A stun grenade was supposedly fired to disperse hundreds of University of South Africa (UNISA) students who on Monday vowed to block registration until a multi-disciplinary committee to deal with outsourcing was established.
Mpho Morolane, student leader, said that there was an agreement last year that the outsourcing of staff would be dealt with. He accused management of renegading on a promise to establish the committee, and called for an urgent council meeting.
“The multi-disciplinary committee must be established as a matter of urgency,” he said.
The students gathered at the Sunnyside campus in Pretoria on Monday, burning rubbish while going around the campus.
Addressing students at the university Registrar’s office on Monday, Morolane said the registration system was failing students and called for it to be fixed urgently. They also called for dismissed security staff to be reinstated as a matter of urgency. The protesters demanded that outsourcing be addressed before classes resume.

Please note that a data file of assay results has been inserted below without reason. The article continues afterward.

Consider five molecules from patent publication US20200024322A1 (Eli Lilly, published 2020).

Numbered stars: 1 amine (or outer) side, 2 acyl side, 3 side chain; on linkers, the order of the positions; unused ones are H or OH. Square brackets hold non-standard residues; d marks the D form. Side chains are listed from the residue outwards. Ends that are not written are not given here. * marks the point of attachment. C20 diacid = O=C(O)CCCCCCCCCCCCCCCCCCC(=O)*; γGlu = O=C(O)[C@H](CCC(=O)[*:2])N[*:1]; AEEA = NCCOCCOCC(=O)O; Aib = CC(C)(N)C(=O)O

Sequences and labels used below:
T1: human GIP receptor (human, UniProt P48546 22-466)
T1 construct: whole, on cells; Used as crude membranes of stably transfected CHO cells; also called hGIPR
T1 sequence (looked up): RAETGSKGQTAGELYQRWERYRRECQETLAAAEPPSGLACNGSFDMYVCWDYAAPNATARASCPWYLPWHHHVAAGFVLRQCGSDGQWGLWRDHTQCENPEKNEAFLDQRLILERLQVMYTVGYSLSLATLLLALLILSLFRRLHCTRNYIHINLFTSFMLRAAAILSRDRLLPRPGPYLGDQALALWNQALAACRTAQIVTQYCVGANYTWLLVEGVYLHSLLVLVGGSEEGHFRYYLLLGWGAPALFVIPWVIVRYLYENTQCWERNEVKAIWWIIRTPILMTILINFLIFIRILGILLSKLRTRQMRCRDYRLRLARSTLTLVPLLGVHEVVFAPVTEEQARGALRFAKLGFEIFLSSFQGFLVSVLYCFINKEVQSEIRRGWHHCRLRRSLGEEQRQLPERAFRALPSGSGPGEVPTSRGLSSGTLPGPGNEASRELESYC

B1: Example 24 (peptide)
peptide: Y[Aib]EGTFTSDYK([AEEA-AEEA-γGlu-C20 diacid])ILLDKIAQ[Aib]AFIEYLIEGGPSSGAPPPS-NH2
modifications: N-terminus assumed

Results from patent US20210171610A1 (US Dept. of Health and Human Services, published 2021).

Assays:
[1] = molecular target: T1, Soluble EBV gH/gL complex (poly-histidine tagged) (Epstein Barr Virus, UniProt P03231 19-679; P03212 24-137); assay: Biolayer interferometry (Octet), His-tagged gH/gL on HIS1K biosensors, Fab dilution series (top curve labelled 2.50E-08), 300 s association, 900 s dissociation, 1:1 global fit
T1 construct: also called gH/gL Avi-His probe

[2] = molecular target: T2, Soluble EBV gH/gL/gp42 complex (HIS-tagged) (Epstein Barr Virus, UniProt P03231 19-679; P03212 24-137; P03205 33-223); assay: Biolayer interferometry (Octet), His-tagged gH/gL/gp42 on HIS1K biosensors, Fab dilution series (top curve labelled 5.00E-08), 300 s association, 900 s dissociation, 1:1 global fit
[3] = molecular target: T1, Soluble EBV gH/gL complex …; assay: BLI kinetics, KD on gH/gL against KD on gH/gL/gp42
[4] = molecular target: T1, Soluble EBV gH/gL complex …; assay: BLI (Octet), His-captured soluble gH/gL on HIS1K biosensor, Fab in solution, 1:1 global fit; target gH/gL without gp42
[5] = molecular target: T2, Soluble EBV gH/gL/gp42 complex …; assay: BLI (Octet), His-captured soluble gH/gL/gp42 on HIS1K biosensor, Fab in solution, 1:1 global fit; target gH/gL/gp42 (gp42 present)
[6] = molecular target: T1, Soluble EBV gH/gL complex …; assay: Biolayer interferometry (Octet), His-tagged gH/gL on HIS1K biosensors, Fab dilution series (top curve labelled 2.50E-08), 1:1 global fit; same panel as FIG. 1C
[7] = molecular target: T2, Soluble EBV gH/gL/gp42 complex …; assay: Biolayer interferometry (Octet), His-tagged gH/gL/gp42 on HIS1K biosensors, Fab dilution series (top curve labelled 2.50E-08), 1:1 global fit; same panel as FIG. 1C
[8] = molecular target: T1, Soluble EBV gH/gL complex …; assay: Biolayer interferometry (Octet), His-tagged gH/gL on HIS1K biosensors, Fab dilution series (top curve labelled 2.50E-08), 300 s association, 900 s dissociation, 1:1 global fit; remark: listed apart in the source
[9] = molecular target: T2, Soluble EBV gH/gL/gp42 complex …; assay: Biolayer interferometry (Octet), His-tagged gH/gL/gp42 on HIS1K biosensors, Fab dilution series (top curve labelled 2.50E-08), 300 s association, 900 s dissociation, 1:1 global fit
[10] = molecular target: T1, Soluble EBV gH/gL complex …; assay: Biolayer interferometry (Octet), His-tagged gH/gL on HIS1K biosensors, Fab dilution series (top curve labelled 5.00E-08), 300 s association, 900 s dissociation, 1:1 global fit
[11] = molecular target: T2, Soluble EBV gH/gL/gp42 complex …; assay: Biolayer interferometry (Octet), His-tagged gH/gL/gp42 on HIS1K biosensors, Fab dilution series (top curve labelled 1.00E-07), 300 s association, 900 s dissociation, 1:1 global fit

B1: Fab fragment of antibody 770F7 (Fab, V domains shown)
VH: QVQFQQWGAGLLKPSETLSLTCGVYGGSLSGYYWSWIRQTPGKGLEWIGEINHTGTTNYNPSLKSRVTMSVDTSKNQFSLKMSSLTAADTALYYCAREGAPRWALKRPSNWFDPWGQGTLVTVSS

“The management of this university are thinking they are better than us. Because up to today, we have not attended any multi-disciplinary on outsourcing,” Morolane said.
He said one stun grenade had been fired try and disperse students, but that it had not worked and they had reassembled.
“We are not going anywhere.”
UNISA spokesperson Martin Ramotshela said that only a teargas canister had been discharged to disperse the protesters.
He said they were trying to over-run some police personnel who were locking the gates to the campus.
“Nobody was harmed in any way,” he said.
Ramotshela said the university was continuing to register those who had managed to get into the building before the protesters gathered.
“Those that were still outside campus have unfortunately been affected as they cannot access the registration area. Online registration is continuing and is not affected.”
Demonstrations and strikes are now commonplace in South Africa. Their value is really seen because authorities solve the problems swiftly. However, they generally put institutions under unnecessary expenses. Breakages and damages have occurr. The very people who damage pay indirectly. At the end of the day dialogues is what is needed.
Author: Staff writer